WANTAGE NJ January 14 2019 — A former High Point Regional High School security officer, who accused school officials of demoting him to part-time status so they could put a crony hire on the payroll, has lost his appeal of a trial court’s dismissal of a lawsuit he filed two years ago.
In his complaint, Anthony Daniels had accused Superintendent Scott Ripley and former Board President Paul Derin of orchestrating the creation of a new $63,000-a-year security director’s position at the school four years ago for retired Jefferson Police Chief Kevin Craig, who was Derin’s neighbor at the time.
Daniels, who later was passed over for the security director’s position, asserted that Ripley did this as a favor to repay Derin for having arranged for Ripley to receive a pay increase and contract extension a year earlier, in September 2014.
However, a two-judge appeals panel on Friday upheld a lower court’s finding that the allegations, even if true, failed to identify a specific public policy that the conduct would have violated.
The panel also found that Daniels, who asserted that he was subject to a hostile work environment for having objected to how the position was created, failed to take the necessary steps to qualify for protection under the state’s Conscientious Employee Protection Act, also known as the whistleblower law.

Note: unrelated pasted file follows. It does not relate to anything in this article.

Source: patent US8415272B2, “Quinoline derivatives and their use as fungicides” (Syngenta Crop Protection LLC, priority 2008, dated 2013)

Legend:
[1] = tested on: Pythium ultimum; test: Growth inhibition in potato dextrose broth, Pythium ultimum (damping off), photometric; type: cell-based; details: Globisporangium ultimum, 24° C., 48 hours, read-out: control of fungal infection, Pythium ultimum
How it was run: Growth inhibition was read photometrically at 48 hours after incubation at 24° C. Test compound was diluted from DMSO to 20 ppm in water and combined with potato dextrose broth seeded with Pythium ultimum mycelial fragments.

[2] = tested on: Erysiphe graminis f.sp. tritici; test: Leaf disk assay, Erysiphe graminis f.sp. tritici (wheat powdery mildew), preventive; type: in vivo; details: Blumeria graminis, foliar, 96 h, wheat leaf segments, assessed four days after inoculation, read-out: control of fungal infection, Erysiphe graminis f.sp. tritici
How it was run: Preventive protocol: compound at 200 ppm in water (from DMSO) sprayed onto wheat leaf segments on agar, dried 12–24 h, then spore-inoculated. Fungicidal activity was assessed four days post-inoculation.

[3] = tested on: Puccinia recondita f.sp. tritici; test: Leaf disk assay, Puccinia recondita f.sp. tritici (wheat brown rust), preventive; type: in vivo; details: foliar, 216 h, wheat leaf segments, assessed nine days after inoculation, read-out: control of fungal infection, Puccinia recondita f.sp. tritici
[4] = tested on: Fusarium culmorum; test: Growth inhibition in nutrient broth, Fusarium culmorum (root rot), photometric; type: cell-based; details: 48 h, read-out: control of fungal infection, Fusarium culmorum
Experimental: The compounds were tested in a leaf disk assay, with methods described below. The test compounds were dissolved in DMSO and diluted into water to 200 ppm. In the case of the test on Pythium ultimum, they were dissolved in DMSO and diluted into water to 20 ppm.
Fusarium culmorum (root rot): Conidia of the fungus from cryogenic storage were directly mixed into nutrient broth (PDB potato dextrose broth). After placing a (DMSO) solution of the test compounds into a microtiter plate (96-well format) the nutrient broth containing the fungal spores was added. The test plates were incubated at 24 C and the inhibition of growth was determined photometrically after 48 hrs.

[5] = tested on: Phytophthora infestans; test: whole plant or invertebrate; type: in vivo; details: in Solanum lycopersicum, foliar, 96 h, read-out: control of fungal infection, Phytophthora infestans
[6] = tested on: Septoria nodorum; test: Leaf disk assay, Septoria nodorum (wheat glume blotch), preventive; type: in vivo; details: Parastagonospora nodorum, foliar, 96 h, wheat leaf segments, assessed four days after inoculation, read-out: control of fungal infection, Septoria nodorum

As previously reported in the New Jersey Herald, at the time the opening for the security director’s position was posted online on Aug. 25, 2015, no job description for it existed and only nine days were given for interested persons to apply.
Daniels asserted that despite the lack of an official description, the requirements listed in the ad were tailored so narrowly as to ensure that only Craig would be able to meet them.
The following month, in September 2015, the High Point board simultaneously approved a job description prepared by Ripley along with Ripley’s recommended hiring of Craig.
In his suit, Daniels alleged he had made known his objection to the “official corruption” by which the security director’s position was created by applying for it himself.
Daniels asserted that in addition to never being granted an interview, he and the other full-time security officer on staff at the time were both reduced to part-time status upon Craig’s hiring, effectively cutting Daniels’ salary of $45,000 in half.
Daniels, who had been employed at the school since 2010, alleged that he was further subjected to a hostile work environment and false evaluations that culminated in his being forced to resign in June 2016.
The appeals panel, however, upheld Superior Court Judge David Weaver’s finding in November 2017 that the allegations in Daniels’ lawsuit amounted to only “a vague allegation of corruption.”
The panel also affirmed the court’s prior finding that, by applying for the job but not clearly communicating his concerns to school officials, Daniels was ineligible for whistleblower protection.
High Point school officials later made a pitch last year to the Sussex-Wantage Board of Education, where Craig’s wife, Jenny Craig, is now a school board member, that included an offer to provide them free security services if they would also agree to appoint Ripley as a shared superintendent. However, the offer was declined at the time.
Daniels was represented, both in his original lawsuit and in his appeal, by Sparta attorney George Daggett.
High Point and its school board were represented by attorney Eric Harrison, of Edison.